Nevaeh S. Mayer v. Community Insurance Corporation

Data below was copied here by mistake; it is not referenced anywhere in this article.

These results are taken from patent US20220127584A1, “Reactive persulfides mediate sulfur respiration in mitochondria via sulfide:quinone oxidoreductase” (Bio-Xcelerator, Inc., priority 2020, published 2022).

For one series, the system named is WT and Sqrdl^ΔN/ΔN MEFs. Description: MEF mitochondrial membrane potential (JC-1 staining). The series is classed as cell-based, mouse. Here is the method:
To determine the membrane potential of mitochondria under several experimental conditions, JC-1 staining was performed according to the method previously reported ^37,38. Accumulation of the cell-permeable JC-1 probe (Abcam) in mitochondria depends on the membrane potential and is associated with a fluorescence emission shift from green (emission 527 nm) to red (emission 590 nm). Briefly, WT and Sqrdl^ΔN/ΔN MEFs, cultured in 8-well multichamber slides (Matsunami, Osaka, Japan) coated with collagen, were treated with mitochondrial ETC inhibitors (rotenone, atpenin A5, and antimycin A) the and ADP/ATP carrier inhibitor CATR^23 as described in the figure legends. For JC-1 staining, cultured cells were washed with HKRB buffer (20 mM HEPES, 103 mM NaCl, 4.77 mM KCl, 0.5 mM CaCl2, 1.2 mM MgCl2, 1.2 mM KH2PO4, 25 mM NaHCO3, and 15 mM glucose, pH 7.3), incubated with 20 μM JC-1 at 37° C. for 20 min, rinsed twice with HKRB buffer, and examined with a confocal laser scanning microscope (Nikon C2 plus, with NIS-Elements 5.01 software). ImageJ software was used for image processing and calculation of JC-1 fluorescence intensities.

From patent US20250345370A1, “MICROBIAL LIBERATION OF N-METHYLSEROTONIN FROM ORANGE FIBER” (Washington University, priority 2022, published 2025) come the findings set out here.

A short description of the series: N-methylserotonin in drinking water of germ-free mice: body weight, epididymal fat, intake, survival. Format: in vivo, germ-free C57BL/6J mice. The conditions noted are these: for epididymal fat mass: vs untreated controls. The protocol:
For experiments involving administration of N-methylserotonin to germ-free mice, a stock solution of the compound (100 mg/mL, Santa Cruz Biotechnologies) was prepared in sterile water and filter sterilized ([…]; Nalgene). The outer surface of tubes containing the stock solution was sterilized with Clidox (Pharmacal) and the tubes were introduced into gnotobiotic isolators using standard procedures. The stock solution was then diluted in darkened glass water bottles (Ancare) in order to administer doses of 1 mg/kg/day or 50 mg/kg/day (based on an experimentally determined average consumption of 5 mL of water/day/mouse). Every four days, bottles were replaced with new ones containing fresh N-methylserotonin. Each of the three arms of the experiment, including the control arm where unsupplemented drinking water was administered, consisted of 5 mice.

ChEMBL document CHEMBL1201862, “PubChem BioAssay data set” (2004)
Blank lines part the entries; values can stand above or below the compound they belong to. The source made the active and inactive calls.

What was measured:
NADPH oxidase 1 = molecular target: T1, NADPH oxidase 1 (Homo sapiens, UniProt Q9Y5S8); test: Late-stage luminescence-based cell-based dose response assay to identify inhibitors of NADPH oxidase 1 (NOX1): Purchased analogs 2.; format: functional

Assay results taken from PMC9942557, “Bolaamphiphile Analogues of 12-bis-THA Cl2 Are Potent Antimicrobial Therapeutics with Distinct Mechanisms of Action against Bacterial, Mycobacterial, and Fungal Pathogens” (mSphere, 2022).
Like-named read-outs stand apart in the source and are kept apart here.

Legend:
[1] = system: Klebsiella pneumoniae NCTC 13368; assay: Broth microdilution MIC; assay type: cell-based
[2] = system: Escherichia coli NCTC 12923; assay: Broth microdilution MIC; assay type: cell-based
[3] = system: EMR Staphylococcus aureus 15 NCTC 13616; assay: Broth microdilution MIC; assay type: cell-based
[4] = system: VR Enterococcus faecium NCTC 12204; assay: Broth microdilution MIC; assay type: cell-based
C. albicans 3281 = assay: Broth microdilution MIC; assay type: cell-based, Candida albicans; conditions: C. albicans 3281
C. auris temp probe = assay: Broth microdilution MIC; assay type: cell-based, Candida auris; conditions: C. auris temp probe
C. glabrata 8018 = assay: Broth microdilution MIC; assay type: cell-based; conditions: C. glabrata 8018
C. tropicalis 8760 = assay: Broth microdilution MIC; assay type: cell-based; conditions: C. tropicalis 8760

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COURT OF APPEALS DECISION DATED AND FILED December 3, 2020 Sheila T. Reiff Clerk of Court of Appeals Appeal No. NOTICE This opinion is subject to further editing. If published, the official version will appear in the bound volume of the Official Reports. A party may file with the Supreme Court a petition to review an adverse decision by the Court of Appeals. See WIS. STAT. § 808.10 and RULE 809.62. Cir. Ct. No. 2018CV479 2019AP2305 STATE OF WISCONSIN IN COURT OF APPEALS DISTRICT IV NEVAEH S. MAYER, MINOR, BY HER GUARDIAN AD LITEM, VICTOR C. HARDING, ANGELA MAYER AND DAVID MAYER, PLAINTIFFS-APPELLANTS, PHYSICIANS PLUS INSURANCE CORPORATION, SUBROGATED-PLAINTIFF, V. COMMUNITY INSURANCE CORPORATION AND SCHOOL DISTRICT OF FORT ATKINSON, DEFENDANTS-RESPONDENTS. APPEAL from an order of the circuit court for Jefferson County: ROBERT F. DEHRING, Judge. Affirmed. Before Kloppenburg, Graham, and Nashold, JJ. No. 2019AP2305 Per curiam opinions may not be cited in any court of this state as precedent or authority, except for the limited purposes specified in WIS. STAT. RULE 809.23(3). ¶1 PER CURIAM. Nevaeh Mayer, by her guardian ad litem, along with her parents, Angela Mayer and David Mayer (collectively, Mayer), appeal a summary judgment order dismissing Mayer’s personal injury claim against the School District of Fort Atkinson and its insurer, Community Insurance Corporation. Mayer argues that the circuit court erred by concluding that the School District is entitled to governmental immunity under WIS. STAT. § 893.80(4) (2017-18).1 We reject Mayer’s arguments and affirm the order of the circuit court. BACKGROUND ¶2 When in kindergarten, Nevaeh Mayer was injured during a physical education class while participating in an activity referred to as the “flying squirrel.” For this activity, students wear a helmet and are placed in a harness. The harness is attached to one end of a rope with the use of a metal carabiner. The rope is run over a pulley near the gymnasium ceiling, and the gym teacher holds the other end of the rope. The teacher walks backward and the student moves in the opposite direction, resulting in the student being lifted off the ground. When Mayer participated in this activity, she became dislodged from the harness while elevated and fell to the floor, sustaining injuries. Mayer and her parents filed suit seeking damages for her injuries. The circuit court granted summary judgment in 1 All references to the Wisconsin Statutes are to the 2017-18 version unless otherwise noted. 2 No. 2019AP2305 favor of the School District and its insurer, concluding that the District is entitled to governmental immunity under WIS. STAT. § 893.80(4). This appeal follows. DISCUSSION ¶3 “This court reviews summary judgment decisions de novo, applying the same standards employed by the circuit court.” Smith v. Dodgeville Mut. Ins. Co., 212 Wis. 2d 226, 232, 568 N.W.2d 31 (Ct. App. 1997). The legal standard is whether there are any material facts in dispute that entitle the opposing party to a trial. Lambrecht v. Estate of Kaczmarczyk, 2001 WI 25, ¶24, 241 Wis. 2d 804, 623 N.W.2d 751. ¶4 Whether the School District is immune from suit under WIS. STAT. § 893.80(4) is a question of law that this court reviews independently. See Kimps v. Hill, 200 Wis. 2d 1, 8, 546 N.W.2d 151 (1996). The statute immunizes school districts, among other governmental units, from liability for acts that involve the exercise of discretion or judgment. See Noffke v. Bakke, 2009 WI 10, ¶41, 315 Wis. 2d 350, 760 N.W.2d 156. However, the governmental immunity doctrine is qualified by several exceptions. A governmental immunity analysis presumes the existence of negligence, and focuses on whether the act or omission upon which liability is premised falls within one of the judicially established exceptions. Lodl v. Progressive N. Ins. Co., 2002 WI 71, ¶17, 253 Wis. 2d 323, 646 N.W.2d 314. ¶5 There are two exceptions relevant to this appeal. First, immunity is not available if the conduct involved a non-discretionary, ministerial duty imposed by law. See Lister v. Board of Regents of Univ. of Wis. Sys., 72 Wis. 2d 282, 300-01, 240 N.W.2d 610 (1976). A ministerial action or duty is one that is “‘absolute, certain and imperative, involving merely the performance of a specific task when the law imposes, prescribes and defines the time, mode and occasion for 3 No. 2019AP2305 its performance with such certainty that nothing remains for judgment or discretion.’” Pries v. McMillon, 2010 WI 63, ¶22, 326 Wis. 2d 37, 784 N.W.2d 648 (quoting Lister, 72 Wis. 2d at 301). Second, there is no immunity from liability for acts associated with “known and compelling dangers” giving rise to ministerial duties on the part of public officers or employees. Lodl, 253 Wis. 2d 323, ¶24. The theory of this exception is that, when a danger known to a public officer or employee is of such a compelling force, that person is without discretion or judgment and has an absolute, certain, and imperative duty to act. See id., ¶34. The circuit court determined that neither the ministerial duty nor the known and compelling danger exceptions to immunity applied in this case. We address Mayer’s arguments as to each exception in turn. ¶6 Pursuant to the first exception described above, Mayer argues that the School District failed to discharge the ministerial duties created by its own teachers, as well as the duties created by the manufacturers of the equipment used during the flying squirrel activity. As for Mayer’s argument directed at duties created by the teachers, included in the summary judgment record are “Flying Squirrel Rules” that were developed by physical education teachers Patricia Brain and Jeffrey Jensen. Brain averred during her deposition that she and Jensen put the rules together as a guide for them to go through when teaching the flying squirrel in class. Mayer argues that these rules created a ministerial duty, that the teachers failed to perform that duty, and that the School District therefore is not entitled to governmental immunity. Mayer further argues that the School District and its teachers had a ministerial duty to follow the manufacturer’s instructions and specifications for the harness used, and that they failed to discharge that duty. We are not persuaded by either argument. 4 No. 2019AP2305 ¶7 “A ministerial act involves an act that is an absolute and certain duty imposed by law, which prescribes the manner in which it is to be performed.” DeFever v. City of Waukesha, 2007 WI App 266, ¶8, 306 Wis. 2d 766, 743 N.W.2d 848. This court has held that “law,” in the context of a ministerial duty, “‘means, at a minimum, an act of government’” and includes statutes, administrative rules, policies, or orders. Id. (quoting Meyers v. Schultz, 2004 WI App 234, ¶19, 277 Wis. 2d 845, 690 N.W.2d 873). Here, Mayer fails to establish that the flying squirrel rules were imposed by any governmental action. On the contrary, the summary judgment record establishes that Jensen and Brain used their judgment to make determinations for all aspects of the activity, from the type of harness and rope used to how to conduct the activity in class. We conclude, as did the circuit court, that the creation and implementation of the rules created by Jensen and Brain for the flying squirrel activity were the result of the teachers’ exercise of discretion and judgment, and not a ministerial duty imposed by law. Thus, the School District is entitled to governmental immunity under WIS. STAT. § 893.80(4). See Lodl, 253 Wis. 2d 323, ¶21 (acts immunized under the statute have been “interpreted to include any act that involves the exercise of discretion and judgment”). ¶8 As for Mayer’s argument directed at instructions from the manufacturers of the harness and carabiner, the proposition that the instructions of a private manufacturer constitute a governmental mandate giving rise to a ministerial duty was rejected directly by this court in Meyers. There, we stated: [I]ndividuals have a right to expect public officers and employees to perform the duties that have been specifically mandated by the government. This principle does not support the imposition of liability for breach of a ministerial duty in this case, where there is no governmental mandate, but, rather, the instructions of a private manufacturer. 5 No. 2019AP2305 Meyers, 277 Wis. 2d 845, ¶17. Applying that principle here, we summarily reject Mayer’s argument that the manufacturer’s instructions for the equipment used in the flying squirrel activity gave rise to a ministerial duty on the part of Brain, Jensen, or the School District. ¶9 Pursuant to the second exception described above, Mayer argues that the flying squirrel activity falls under the known and compelling danger exception to governmental immunity. In support of this argument, Mayer cites several cases in which Wisconsin courts concluded that the known and compelling danger exception applied. However, those cases are distinguishable on their facts. ¶10 In Voss v. Elkhorn Area School District, 2006 WI App 234, 297 Wis. 2d 389, 724 N.W.2d 420, students learned about the effects of alcohol by wearing “fatal vision goggles” while performing various exercises, such as standing on one leg and retrieving tennis balls thrown across the room. Id., ¶¶2-4. There were initial problems with students stumbling and colliding into each other and, ultimately, a student was injured when she fell and hit her mouth on a desk. Id., ¶¶3, 6. The court concluded that, given the manner in which students were stumbling or falling, even before the plaintiff’s injury, it should have been selfevident to the teacher that the activity was hazardous and the only option was to stop it. Id., ¶20. In contrast, here there were no previous injuries over the course of 14 years of conducting the flying squirrel activity in physical education class. Mayer fails to persuasively explain how Voss is analogous to the present case. ¶11 Mayer also cites Cords v. Anderson, 80 Wis. 2d 525, 538, 259 N.W.2d 672 (1977), in which our supreme court applied the known and compelling danger exception when a park manager failed to warn the public of a 90-foot gorge located inches from a hiking trail. The court wrote that “the duty to 6 No. 2019AP2305 either place warning signs or advise superiors of the conditions is, on the facts here, a duty so clear and so absolute that it falls within the definition of a ministerial duty.” Id. at 542. Our supreme court followed Cords in another case that Mayer relies upon, Engelhardt v. City of New Berlin, 2019 WI 2, ¶2, 385 Wis. 2d 86, 921 N.W.2d 714, which involved a child who drowned while attending a pool outing with a summer day camp run by the city parks and recreation department. The child’s mother informed the playground coordinator in charge of the outing that her child did not know how to swim, and was told it would be safe because the child’s swimming ability would be evaluated in shallow water. The supreme court held that the known danger exception applied and that the city was not entitled to governmental immunity. Id., ¶63. Likening the facts in Engelhardt to those in Cords and Voss, the court stated: The nature of the danger here was immediate, compelling, and self-evident. The danger was like hiking a trail with a treacherous cutback along a steep gorge at night, attempting to go after a tennis ball in a classroom full of desks while wearing goggles that simulate a .10 BAC .… The danger was “of such force” that [the playground coordinator] had no discretion not to act—the circumstances of the situation imposed upon him a ministerial duty to test [the child’s] swimming ability before she got into the water. Engelhardt, 385 Wis. 2d 86, ¶54. ¶12 Mayer asserts that the flying squirrel activity is a known and compelling danger akin to those in Cords and Engelhardt. We are not persuaded. In Cords, the park official knew the unlit path was inches from a high cliff and did nothing to provide warning. In Engelhardt, the playground coordinator knew the child could not swim. Mayer fails to identify anything in the summary judgment record to suggest that the physical education teachers or any other school officials 7 No. 2019AP2305 knew of any problems with the rope, harness, carabiner, or any other aspect of the flying squirrel activity prior to the administration of the activity in Mayer’s class. ¶13 The known danger exception “‘has been reserved for situations that are more than unsafe, where the danger is so severe and so immediate’” that a response is demanded. Umansky v. ABC Ins. Co., 2009 WI 82, ¶14 n.7, 319 Wis. 2d 622, 769 N.W.2d 1 (quoted source omitted). Mayer has failed to identify facts showing that the alleged hazard in this case was so clear and absolute, and so certain to cause injury, as to constitute a known and compelling danger. Therefore, the circuit court properly granted summary judgment in favor of the School District. By the Court.—Order affirmed. This opinion will not be published. 809.23(1)(b)5. 8 See WIS. STAT. RULE